We returned to line in time to return our bags of crap to our car and to use the bathroom a last time before entering the arena. The lines were compressed, and we filed in. Walking into the ellipse is one of the greatest moments of my life. It was practically empty, and it felt so welcoming. There was the front rail rubbing up on the main stage and beckoning to us! We grasped at the rail, barely believing our luck. We would not have a sip of water or a bathroom break for the next 5 and a half hours because we would not leave our spot in the ellipse. This was too important. A shorter man behind me offered me $100 to switch positions with him. $100 for 2 feet? Normally, a no-brainer of a deal. But for U2, no deal. "Sorry, I've been waiting too long for this," I explained, and he laughed. One U2 fan to another.

The familiar echo of The Arcade Fire's Wake Up brought the crowd to its senses again as it signaled the arrival of the greatest band of all time. The lights dimmed, and we were washed in the familiar red glow of City of Blinding Lights. Edge came on, receiving his guitar from guitar tech Dallas Schoo. Adam came on, Larry came on, and the opening notes crept in. Larry started beating away, and from the corner of the stage, Bono leapt on. Now, the most ridiculous part. Bono began the song and started approaching our side of the stage. Through his glasses, he peeked at my sister for an entire 2 lines of the first chorus!!!!!!!! To me, it was as if he was looking into my own soul. I stood there in shock with my arm raised toward him, becoming a groupie myself. Being on Adam's side of the stage, we were treated to many upclose view of the "posh" bandmember himself. My sister got a couple smiles and a wink!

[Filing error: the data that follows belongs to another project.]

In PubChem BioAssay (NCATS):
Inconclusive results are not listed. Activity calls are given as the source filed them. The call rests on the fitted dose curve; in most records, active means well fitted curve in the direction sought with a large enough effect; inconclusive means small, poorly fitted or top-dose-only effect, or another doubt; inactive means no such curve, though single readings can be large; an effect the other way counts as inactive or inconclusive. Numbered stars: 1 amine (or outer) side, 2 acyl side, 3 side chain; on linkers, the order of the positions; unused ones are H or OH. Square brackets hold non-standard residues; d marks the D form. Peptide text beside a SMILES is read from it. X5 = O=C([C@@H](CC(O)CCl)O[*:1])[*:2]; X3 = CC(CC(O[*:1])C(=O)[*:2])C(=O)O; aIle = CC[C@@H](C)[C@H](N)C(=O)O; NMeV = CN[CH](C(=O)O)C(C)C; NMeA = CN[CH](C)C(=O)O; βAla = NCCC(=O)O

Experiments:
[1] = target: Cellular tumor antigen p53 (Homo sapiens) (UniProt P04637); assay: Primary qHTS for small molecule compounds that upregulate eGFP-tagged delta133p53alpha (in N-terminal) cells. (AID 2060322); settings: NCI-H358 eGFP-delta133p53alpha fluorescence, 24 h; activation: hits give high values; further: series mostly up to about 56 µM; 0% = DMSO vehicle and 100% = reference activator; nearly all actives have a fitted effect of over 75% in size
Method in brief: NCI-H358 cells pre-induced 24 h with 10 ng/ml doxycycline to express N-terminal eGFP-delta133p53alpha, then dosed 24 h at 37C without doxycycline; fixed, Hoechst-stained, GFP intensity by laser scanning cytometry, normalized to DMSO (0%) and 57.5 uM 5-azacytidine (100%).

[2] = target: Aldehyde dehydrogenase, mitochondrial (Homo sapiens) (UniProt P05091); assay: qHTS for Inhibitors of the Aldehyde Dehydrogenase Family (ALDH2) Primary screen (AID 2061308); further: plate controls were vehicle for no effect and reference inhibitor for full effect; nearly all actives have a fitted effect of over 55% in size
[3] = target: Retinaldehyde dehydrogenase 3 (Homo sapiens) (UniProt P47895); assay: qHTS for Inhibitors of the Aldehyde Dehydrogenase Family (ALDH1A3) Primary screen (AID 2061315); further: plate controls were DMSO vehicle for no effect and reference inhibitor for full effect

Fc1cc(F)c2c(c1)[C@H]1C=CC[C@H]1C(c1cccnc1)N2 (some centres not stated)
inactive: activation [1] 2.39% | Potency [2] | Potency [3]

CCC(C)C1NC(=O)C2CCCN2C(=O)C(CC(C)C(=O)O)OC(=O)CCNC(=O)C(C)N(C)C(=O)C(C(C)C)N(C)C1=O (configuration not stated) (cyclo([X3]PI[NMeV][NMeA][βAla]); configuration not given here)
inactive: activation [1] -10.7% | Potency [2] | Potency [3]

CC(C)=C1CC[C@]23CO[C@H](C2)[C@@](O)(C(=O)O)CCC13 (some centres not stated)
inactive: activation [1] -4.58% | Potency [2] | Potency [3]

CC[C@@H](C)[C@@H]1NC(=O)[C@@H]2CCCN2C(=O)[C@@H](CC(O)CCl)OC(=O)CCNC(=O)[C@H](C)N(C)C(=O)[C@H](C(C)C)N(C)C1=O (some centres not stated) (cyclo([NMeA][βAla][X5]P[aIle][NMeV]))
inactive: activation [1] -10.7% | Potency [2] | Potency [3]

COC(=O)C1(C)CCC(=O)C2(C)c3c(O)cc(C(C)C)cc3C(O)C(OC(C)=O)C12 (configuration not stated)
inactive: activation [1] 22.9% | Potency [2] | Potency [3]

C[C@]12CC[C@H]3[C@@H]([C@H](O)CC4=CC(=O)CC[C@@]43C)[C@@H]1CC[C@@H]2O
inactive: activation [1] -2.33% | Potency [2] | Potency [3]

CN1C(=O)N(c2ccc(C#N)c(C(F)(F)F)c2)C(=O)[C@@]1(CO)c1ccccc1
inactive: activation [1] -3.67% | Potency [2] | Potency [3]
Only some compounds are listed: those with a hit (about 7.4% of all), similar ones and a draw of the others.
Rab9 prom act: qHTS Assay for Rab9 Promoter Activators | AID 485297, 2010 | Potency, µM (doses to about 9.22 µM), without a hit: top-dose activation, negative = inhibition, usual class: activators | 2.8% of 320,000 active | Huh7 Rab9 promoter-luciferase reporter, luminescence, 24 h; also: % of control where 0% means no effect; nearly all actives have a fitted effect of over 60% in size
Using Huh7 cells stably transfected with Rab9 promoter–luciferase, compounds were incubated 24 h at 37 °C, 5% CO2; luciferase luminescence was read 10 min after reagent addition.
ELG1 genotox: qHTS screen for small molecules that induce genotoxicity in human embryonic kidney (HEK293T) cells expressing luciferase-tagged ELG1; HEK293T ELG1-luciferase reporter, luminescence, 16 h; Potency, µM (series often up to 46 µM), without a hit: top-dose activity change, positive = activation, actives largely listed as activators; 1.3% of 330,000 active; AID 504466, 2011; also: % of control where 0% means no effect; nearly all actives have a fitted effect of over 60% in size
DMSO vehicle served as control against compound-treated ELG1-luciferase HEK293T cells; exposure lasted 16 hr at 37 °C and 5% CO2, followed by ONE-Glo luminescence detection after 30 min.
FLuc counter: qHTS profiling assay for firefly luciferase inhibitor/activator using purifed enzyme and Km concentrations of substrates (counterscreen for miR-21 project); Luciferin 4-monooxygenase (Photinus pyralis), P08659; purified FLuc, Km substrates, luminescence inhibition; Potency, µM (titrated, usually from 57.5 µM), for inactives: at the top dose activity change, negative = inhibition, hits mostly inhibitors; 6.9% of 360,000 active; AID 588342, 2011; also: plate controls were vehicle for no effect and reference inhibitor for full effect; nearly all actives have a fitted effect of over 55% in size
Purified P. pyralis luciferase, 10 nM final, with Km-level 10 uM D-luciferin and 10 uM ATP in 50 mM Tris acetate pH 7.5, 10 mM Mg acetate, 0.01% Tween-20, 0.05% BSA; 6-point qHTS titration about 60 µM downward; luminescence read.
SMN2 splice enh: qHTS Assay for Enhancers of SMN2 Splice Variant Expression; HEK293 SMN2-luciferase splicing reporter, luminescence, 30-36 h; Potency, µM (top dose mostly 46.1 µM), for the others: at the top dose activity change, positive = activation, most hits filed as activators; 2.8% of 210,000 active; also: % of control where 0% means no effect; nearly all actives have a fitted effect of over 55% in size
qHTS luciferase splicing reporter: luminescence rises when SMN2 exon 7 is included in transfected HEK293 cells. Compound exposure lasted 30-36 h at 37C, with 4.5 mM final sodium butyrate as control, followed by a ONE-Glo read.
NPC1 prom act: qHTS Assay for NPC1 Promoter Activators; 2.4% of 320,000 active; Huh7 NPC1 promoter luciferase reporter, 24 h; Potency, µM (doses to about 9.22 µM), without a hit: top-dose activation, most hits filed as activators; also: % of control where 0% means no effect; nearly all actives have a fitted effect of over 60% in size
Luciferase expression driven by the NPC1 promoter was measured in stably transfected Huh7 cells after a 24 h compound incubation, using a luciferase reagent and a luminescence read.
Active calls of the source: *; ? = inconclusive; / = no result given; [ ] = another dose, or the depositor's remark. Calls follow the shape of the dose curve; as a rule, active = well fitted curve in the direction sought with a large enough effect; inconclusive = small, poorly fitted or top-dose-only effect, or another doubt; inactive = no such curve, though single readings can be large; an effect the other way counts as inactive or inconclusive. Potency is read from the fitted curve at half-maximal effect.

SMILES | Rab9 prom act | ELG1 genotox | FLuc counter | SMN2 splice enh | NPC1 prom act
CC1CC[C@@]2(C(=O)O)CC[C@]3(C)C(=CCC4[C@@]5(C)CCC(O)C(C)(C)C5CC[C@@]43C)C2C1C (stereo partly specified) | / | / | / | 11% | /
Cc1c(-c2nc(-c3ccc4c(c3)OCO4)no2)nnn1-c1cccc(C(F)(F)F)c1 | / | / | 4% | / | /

The show was the greatest I've experienced, after 3 previous Vertigo shows and 3 Elevation shows, and one of the greatest moments of my life. Obviously, being within arm's length of the band and making eye contact with them were the greatest factors. But to add to those:

- Bono invited an all-girl cover band named Exit to the stage, and the band gave them their instruments as they launched into a crowd-killing version of Out of Control, with the band ultimately joining in and encouraging them

- singing Happy Birthday to Larry and Bono leading chants of "Hip, Hip, Hooray!" for Larry

- Bono brought a small girl onto the stage for Sunday Bloody Sunday, and she was so nervous, she didn't even have the breath to speak into the microphone when he held it in front of her

- great quotes: Bono - "Larry gets the girls, I get the books, Edge gets the rocket scientists and Adam gets the large penis", Bono - "Hola Amigos! Hola Mama Sitas!", Larry - "Thanks for coming to my birthday party, you can leave your gifts at the door. I'd like to thanks Bono, Edge and Adam for being my backup band."

After experiencing the general admission/floor ticket experience only through TV specials and fan reviews before, now I can say I've finally done the real thing!